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Save Money on Drain Cleaning, Don't Flush Your Wet Wipes!

Wet wipes

Why Flushing Regular Wipes Will Clog Your Drains

If you want to avoid one toilet repair after another as well as a never-ending job of drain cleaning, then don't flush wet wipes down your toilet on a regular basis. A popular item for consumers, wet wipes are used for everything from regular household cleaning to personal hygiene and virtually everything in between.

However, even though their packaging states they are indeed flushable down any toilet, today's plumbers recognize this is not the case. Unfortunately, most consumers don't find this out until they are experiencing the problems that go along with a clogged toilet or septic system.

To make sure you're not one of the unlucky ones, here are some of the main reasons why flushing these regular wipes down the toilet will lead to clogged drains.

They Never go Away

If you've been a regular flusher of wet wipes and now find yourself doing one toilet repair after another with few if any positive results, chances are you've got a big clog of wet wipes in your pipes. When this is the case, you'll need to contact a plumber who is skilled in drain cleaning in order to rectify the situation.

Unlike toilet paper that generally disintegrates in a pipe within 24 hours, wet wipes can take much, much longer. In fact, it's not at all uncommon for wet wipes to set in a pipe for several weeks or perhaps even months before they finally disintegrate.

When this is the case, a person who keeps flushing the wipes down their toilet time after time has no idea they are simply creating a bigger clog with each flush. In some instances, plumbers have found themselves removing clogs of wet wipes the size of softballs, which has led many plumbers to coin the term "softball clog" when referring to these situations. According to plumbers who deal with these problems on a regular basis, it's best to throw wet wipes away in a trash can.

A Maze in a Pipe

While many homes have modern plumbing systems in place, many are still full of pipes and drains that have not been touched for decades.

In these homes, many times nearby trees have roots that start to invade the underground pipes due to corrosion. By finding their way through the tiny holes in the pipes, the roots can begin to grow within the pipe and create a maze that makes it almost impossible for anything to get through.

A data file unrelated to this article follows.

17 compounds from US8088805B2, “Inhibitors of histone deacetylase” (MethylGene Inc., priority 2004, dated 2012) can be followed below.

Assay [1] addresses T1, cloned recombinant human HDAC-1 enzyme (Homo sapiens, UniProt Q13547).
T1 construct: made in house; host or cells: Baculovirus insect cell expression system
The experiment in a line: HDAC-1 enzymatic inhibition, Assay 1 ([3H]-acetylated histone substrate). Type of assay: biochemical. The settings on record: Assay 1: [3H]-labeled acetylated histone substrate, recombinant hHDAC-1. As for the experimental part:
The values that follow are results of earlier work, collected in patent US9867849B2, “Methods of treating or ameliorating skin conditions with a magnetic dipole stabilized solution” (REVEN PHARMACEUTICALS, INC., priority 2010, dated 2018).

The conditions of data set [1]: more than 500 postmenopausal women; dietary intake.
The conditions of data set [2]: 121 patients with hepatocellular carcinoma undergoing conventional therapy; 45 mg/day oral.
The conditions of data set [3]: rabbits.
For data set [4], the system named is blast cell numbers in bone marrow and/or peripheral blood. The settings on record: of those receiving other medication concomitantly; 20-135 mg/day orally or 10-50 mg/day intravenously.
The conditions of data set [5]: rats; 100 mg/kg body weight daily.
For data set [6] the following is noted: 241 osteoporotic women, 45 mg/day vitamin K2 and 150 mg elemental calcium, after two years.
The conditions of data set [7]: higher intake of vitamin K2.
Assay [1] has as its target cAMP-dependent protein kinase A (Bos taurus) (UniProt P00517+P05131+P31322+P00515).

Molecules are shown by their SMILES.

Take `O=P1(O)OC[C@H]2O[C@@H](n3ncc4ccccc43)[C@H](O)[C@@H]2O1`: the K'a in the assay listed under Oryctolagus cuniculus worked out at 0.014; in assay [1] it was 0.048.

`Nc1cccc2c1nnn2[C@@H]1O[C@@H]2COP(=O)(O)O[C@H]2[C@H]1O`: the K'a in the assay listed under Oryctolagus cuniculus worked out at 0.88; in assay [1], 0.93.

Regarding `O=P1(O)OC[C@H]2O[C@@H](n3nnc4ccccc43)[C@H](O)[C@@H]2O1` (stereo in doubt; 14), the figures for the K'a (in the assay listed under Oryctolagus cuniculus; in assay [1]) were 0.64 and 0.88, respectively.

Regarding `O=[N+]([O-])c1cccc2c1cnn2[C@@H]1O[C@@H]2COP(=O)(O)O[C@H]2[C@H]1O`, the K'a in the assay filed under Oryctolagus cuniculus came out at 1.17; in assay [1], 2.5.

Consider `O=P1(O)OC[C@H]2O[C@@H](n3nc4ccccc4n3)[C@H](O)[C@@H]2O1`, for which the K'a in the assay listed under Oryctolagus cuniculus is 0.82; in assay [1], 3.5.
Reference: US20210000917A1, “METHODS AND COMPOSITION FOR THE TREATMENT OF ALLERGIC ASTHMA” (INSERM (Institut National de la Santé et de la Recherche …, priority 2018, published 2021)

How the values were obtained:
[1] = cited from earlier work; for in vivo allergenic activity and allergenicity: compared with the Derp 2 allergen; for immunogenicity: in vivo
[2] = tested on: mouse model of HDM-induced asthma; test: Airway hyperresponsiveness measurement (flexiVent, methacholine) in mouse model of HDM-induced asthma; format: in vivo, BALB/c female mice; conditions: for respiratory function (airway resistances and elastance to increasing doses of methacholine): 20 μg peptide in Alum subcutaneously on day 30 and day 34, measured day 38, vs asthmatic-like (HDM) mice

Therefore, when people continue to flush wet wipes down their toilets day after day, they are creating a bigger and potentially more expensive problem to repair. Once the problem is discovered, a plumber may be able to remove the clog and the roots from the pipe. However, usually, the plumber will recommend an entirely new plumbing system be put in place, replacing the older pipes that have started to corrode. While this repair can be very costly at the time, it's often the best option to help avoid future problems.

A Clogged Septic Tank

For those who are not on a city's water and sewer system, having a septic tank is the only option. However, while these systems often work fine for years, they do require regular maintenance to keep them in good working order. However, if wet wipes are being flushed into the septic tank each day, chances are it will eventually become clogged and start to backup into the home, resulting in a mess that will be difficult and costly to clean up.

For best results, nothing that cannot disintegrate quickly should ever be flushed into a septic system. Otherwise, the repair bill to have the tank pumped and the house cleaned will be well over $1,000 and possibly more. If the septic system is older and appears to be extremely clogged, it may be recommended for replacement. If that happens, expect to be paying at least $10,000 for a new septic system. Because of this, plumbers agree it's far cheaper to simply throw away the wipes in a trash can.

Are they really flushable?

Wet wipes2While their packages state they are indeed flushable, plumbers caution consumers against believing what they see on the outside of the box. Even though the wipes were tested by companies in labs, they usually were done so under conditions that did not take into account how life is in the real world.

Thus, most companies never flushed more than one or two wipes at a time, making sure they went down the drain with no problem. However, since most people flush multiple wipes at once, the chances of a clog forming are much greater. In addition, manufacturers failed to take into consideration how long it takes the wipes to fall apart in the pipes, which resulted in consumers being mislead at times.

So while the wipes are technically able to be flushed down the toilet, consumers who do so are simply creating a problem where none existed before the first flush.

Solving the Problem

Even though they are popular items in today's homes, wet wipes should never be flushed down a toilet for any reason. In fact, the problem has gotten so bad in some cities that laws have been passed trying to punish those who simply won't stop flushing their wipes. Because many of the wipes do manage to make their way through residential pipes and find their way into sewage treatment facilities, the wipes can form clogs of unprecedented proportions.

In fact, one facility reported having a clog composed primarily of wet wipes that was as big as an automobile and weighed several tons. Due to the time and money involved in removing these clogs, some cities have even tried to make residents financially accountable for the repairs, but to little or no avail.

If you find yourself having similar issues with wet wipes clogs, call a plumber at once.

For great service in your Fort Lauderdale, FL home, please contact C&D Plumbing Inc. at (954) 758-8169.